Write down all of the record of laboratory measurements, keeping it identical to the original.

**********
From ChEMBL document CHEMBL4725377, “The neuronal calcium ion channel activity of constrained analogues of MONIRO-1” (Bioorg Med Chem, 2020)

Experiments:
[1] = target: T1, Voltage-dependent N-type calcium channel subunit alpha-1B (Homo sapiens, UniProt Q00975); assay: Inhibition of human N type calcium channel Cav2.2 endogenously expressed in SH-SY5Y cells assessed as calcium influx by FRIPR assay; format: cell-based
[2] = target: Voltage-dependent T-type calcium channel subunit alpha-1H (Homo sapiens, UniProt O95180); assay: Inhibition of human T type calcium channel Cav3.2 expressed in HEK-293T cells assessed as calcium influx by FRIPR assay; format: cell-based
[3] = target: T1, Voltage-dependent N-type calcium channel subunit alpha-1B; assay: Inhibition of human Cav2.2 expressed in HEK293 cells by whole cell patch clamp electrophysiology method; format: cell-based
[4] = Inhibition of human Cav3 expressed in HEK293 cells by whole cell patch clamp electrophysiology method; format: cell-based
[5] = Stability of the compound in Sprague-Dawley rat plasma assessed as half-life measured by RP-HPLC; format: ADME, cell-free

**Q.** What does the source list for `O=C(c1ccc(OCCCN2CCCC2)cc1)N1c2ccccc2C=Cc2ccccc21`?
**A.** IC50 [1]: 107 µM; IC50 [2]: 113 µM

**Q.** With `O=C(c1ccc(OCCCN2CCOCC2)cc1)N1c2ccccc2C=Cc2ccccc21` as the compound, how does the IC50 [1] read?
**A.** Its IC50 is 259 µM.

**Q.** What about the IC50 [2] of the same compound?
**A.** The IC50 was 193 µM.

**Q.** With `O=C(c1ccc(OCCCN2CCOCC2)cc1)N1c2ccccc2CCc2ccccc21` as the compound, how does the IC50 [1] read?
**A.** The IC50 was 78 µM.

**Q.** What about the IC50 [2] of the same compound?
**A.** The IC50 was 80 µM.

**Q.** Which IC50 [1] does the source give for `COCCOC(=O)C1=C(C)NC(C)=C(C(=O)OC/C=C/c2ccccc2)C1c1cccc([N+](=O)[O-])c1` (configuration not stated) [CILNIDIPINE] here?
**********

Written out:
From ChEMBL document CHEMBL4725377, “The neuronal calcium ion channel activity of constrained analogues of MONIRO-1” (Bioorg Med Chem, 2020)

Experiments:
[1] = target: T1, Voltage-dependent N-type calcium channel subunit alpha-1B (Homo sapiens, UniProt Q00975); assay: Inhibition of human N type calcium channel Cav2.2 endogenously expressed in SH-SY5Y cells assessed as calcium influx by FRIPR assay; format: cell-based
[2] = target: Voltage-dependent T-type calcium channel subunit alpha-1H (Homo sapiens, UniProt O95180); assay: Inhibition of human T type calcium channel Cav3.2 expressed in HEK-293T cells assessed as calcium influx by FRIPR assay; format: cell-based
[3] = target: T1, Voltage-dependent N-type calcium channel subunit alpha-1B; assay: Inhibition of human Cav2.2 expressed in HEK293 cells by whole cell patch clamp electrophysiology method; format: cell-based
[4] = Inhibition of human Cav3 expressed in HEK293 cells by whole cell patch clamp electrophysiology method; format: cell-based
[5] = Stability of the compound in Sprague-Dawley rat plasma assessed as half-life measured by RP-HPLC; format: ADME, cell-free

**Q.** What does the source list for `O=C(c1ccc(OCCCN2CCCC2)cc1)N1c2ccccc2C=Cc2ccccc21`?
**A.** IC50 [1]: 107 µM; IC50 [2]: 113 µM

**Q.** With `O=C(c1ccc(OCCCN2CCOCC2)cc1)N1c2ccccc2C=Cc2ccccc21` as the compound, how does the IC50 [1] read?
**A.** Its IC50 is 259 µM.

**Q.** What about the IC50 [2] of the same compound?
**A.** The IC50 was 193 µM.

**Q.** With `O=C(c1ccc(OCCCN2CCOCC2)cc1)N1c2ccccc2CCc2ccccc21` as the compound, how does the IC50 [1] read?
**A.** The IC50 was 78 µM.

**Q.** What about the IC50 [2] of the same compound?
**A.** The IC50 was 80 µM.

**Q.** Which IC50 [1] does the source give for `COCCOC(=O)C1=C(C)NC(C)=C(C(=O)OC/C=C/c2ccccc2)C1c1cccc([N+](=O)[O-])c1` (configuration not stated) [CILNIDIPINE] here?